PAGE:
Pioneered by Ciba-Geigy of Switzerland, Cibachrome Light Etching is an archival quality form of photographic printing. The print is developed in a direct transfer—positive to positive—from a working transparency. The resulting image is only a second generation from the original, instead of the product of an inter-negative, or a negative to positive polarity shift, as in the standard photographic process.
Light is projected through the full-color transparency of the original work onto the receptor material, which is a triacetate film. The triacetate film is composed of three levels of dye emulsion consisting of cyan (greenish-blue, one of the subtractive colors, a complement of red), yellow (the complement of blue), and magenta (blue/red, the complement of green), which respond to the three primary colors in the projection.
All three levels are exposed at the same time and the film has a built-in masking property so that everything that is not sensitized is destroyed. Diazo dyes are used, which are more permanent than the inks used in other reproductive processes. The dense plastic backing of this film has the added advantage of maintaining the integrity of the paint better than most standard photographic papers.
When Ciba-Geigy was testing this process, they took a full sheet of blue, which is the least stable of the colors, and cut it in half. They then exposed one half of the sheet to the direct sun of the Sahara Desert for one full year. They put the two pieces back together and applied a densitometer to them to determine the degree to which the exposed portion had faded. They found that it had faded only .007 of a percent over the year. From this they were able to conclude that this new process had a very high degree of colorfastness.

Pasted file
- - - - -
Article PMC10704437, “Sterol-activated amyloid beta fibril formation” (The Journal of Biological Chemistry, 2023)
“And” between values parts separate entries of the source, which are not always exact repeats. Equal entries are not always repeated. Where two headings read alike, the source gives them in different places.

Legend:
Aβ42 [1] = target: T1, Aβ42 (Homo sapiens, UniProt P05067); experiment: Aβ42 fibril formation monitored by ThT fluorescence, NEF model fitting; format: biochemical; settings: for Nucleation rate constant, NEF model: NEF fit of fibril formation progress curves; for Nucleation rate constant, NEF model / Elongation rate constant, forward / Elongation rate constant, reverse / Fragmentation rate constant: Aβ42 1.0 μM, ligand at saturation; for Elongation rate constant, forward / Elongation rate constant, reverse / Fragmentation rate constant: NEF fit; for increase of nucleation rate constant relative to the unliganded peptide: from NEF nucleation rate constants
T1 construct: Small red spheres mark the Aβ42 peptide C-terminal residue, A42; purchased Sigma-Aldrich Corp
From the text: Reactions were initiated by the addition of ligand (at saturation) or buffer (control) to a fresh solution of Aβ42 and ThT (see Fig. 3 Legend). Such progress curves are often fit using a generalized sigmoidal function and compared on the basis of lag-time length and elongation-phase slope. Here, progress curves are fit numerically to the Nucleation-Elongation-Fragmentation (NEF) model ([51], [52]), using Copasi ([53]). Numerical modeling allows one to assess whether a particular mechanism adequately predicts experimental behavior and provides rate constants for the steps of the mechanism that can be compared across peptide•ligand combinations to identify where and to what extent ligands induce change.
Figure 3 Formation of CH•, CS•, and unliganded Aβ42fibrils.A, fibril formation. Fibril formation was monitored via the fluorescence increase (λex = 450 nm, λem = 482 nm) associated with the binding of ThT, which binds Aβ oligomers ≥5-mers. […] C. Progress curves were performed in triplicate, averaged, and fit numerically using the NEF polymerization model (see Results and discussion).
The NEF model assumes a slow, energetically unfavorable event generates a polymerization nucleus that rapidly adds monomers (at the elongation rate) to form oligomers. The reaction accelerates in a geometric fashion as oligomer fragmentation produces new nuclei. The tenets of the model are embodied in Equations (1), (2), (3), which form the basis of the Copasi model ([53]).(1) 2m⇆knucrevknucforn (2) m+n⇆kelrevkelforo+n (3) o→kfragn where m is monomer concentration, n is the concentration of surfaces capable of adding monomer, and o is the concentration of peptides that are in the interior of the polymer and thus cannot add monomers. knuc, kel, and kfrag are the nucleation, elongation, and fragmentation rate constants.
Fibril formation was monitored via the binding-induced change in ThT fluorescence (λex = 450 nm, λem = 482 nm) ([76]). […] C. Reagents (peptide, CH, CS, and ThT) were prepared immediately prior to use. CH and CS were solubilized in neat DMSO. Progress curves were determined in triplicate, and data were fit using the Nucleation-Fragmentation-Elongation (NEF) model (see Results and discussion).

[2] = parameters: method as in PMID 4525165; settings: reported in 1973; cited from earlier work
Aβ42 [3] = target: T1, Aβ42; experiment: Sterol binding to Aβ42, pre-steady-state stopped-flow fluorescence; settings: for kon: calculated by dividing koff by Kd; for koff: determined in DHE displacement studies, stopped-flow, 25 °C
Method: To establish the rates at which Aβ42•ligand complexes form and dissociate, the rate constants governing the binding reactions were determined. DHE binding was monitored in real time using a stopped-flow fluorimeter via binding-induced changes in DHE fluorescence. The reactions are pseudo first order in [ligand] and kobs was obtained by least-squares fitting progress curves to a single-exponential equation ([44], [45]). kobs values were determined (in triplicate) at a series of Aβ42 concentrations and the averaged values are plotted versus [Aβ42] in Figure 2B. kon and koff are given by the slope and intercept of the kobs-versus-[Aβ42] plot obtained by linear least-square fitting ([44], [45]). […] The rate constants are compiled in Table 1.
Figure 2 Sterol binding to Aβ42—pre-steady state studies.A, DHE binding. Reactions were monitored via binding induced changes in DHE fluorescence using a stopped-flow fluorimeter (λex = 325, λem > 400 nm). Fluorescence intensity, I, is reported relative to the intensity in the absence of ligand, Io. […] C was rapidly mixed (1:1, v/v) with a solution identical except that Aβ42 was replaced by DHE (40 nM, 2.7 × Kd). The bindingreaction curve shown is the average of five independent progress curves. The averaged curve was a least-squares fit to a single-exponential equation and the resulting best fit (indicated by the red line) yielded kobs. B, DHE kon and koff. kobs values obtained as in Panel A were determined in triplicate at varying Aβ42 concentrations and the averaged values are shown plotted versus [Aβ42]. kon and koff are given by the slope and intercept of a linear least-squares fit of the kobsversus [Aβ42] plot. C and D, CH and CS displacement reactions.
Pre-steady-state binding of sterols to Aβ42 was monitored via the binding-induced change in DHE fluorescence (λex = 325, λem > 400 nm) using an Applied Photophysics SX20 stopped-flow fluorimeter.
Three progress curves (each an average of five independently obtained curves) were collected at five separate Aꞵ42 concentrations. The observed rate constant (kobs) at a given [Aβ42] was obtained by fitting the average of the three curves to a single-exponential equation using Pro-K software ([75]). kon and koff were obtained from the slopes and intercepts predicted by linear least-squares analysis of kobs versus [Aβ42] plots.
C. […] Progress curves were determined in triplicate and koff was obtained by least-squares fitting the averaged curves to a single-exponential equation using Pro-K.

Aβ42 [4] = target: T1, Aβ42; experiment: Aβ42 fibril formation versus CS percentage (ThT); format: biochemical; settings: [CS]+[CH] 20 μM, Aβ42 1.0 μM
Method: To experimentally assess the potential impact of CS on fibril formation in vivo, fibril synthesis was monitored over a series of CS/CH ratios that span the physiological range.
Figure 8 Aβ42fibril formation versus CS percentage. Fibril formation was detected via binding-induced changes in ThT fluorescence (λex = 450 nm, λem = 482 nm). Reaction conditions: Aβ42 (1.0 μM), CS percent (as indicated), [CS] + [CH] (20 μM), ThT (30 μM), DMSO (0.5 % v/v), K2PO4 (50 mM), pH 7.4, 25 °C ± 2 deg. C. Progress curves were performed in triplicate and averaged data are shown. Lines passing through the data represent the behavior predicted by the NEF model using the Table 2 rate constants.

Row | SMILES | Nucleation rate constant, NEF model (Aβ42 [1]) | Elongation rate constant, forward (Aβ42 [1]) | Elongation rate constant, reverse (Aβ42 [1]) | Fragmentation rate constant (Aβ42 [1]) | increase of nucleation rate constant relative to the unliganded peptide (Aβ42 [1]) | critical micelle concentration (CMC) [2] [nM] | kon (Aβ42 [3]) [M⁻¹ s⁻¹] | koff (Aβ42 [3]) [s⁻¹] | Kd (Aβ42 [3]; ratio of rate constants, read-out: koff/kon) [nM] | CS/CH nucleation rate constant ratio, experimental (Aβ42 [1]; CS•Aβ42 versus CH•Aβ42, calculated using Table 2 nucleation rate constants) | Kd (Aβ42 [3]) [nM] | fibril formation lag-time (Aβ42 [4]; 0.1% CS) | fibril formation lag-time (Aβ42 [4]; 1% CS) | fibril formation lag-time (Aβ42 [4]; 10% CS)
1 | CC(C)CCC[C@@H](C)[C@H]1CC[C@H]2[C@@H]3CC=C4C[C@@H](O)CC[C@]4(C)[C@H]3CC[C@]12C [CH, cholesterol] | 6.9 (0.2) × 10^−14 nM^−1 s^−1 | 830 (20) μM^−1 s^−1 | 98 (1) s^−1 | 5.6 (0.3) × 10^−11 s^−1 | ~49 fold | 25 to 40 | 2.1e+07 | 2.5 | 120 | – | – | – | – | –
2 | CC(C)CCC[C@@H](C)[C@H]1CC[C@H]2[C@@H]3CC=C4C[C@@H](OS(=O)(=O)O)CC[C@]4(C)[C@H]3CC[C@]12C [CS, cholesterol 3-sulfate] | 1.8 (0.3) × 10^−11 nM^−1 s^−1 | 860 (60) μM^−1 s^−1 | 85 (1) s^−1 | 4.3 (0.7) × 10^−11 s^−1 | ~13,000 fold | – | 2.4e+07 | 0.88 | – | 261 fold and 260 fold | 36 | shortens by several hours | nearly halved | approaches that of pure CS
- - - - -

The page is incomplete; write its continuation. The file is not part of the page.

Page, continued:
Loren Adams started using Cibachrome Light Etchings because he found it hard to part with his paintings and
wanted the finest facsimile available for himself. People, upon seeing his Cibachrome prints, began requesting them, so Loren produced a Cibachrome limited edition that he could hand-finish to his exacting specifications.
In researching and developing the print-making process, Loren employed the expertise of Duncan McDougall, a Full Fellow of the Royal Photographic Society. Loren considers McDougall one of the top photographers in the world. Though primarily known for his black and white work, McDougall, along with his wife and partner, Yvonne Hammerton McDougall, has been very active in perfecting the application of Cibachrome to reproducing the Fine Art works of Loren D. Adams, Jr. He originally set up the program to photograph decaying documents and manuscripts, using Cibachrome because it was more permanent than standard photographs. McDougall now uses Cibachrome for archiving images for museums, in situations where using the original would not be appropriate.
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